At the time, they were struggling, but the winds of change were already starting to blow. They had a solid quarterback named Joe Theismann, as well as a young wide receiver named Art Monk, who would end up in the Hall of Fame.
That year, Joe Gibbs, who had previously been the offensive coordinator for the San Diego Chargers. Gibbs had been a key figure behind the Chargers’ innovative “Air Coryell” offensive scheme that would change the NFL game, but it would be on the defensive side of the ball where the Redskins would make their name, and Manley would be a huge reason why.
He had six sacks as a rookie while starting nine of the 16 games he played in, and the Redskins finished 8-8, a two-game improvement over the year before. They weren’t a good team, but they were just getting started.
The 1982 season was shortened to nine games by a player’s strike, and as a result, the league expanded the playoff field to 16 teams in what became known as the “Super Bowl Tournament.”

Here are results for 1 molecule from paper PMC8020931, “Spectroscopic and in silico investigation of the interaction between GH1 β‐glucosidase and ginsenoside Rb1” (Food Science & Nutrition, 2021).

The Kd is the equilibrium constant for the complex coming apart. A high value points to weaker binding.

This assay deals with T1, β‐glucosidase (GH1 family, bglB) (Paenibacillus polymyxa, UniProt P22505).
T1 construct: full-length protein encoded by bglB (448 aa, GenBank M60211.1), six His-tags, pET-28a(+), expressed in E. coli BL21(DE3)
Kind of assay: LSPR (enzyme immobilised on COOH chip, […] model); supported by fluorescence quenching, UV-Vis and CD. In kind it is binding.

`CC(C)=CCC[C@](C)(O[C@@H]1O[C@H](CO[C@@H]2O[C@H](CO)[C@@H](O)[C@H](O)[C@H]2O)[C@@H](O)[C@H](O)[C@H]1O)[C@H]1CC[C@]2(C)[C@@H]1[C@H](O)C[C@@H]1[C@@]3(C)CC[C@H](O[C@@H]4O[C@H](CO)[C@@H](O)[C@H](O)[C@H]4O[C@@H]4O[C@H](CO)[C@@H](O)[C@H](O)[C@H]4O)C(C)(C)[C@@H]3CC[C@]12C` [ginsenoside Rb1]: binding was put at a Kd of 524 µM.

Washington finished first in points allowed with the help of Manley, who recorded 6.5 sacks, and they finished with a dominant 8-1 record, which was tops in the NFC and tied for the best record overall.
After easily getting past the Detroit Lions and Minnesota Vikings in the first two rounds of the playoffs, the Redskins matched up with their old conference rivals, the Dallas Cowboys, in the NFC Championship Game.
Manley made his presence known in this contest. The Redskins went up 14-3, and with 28 seconds left in the first half, he delivered a big hit on Cowboys quarterback Danny White that caused him to sustain a concussion and miss the rest of the contest.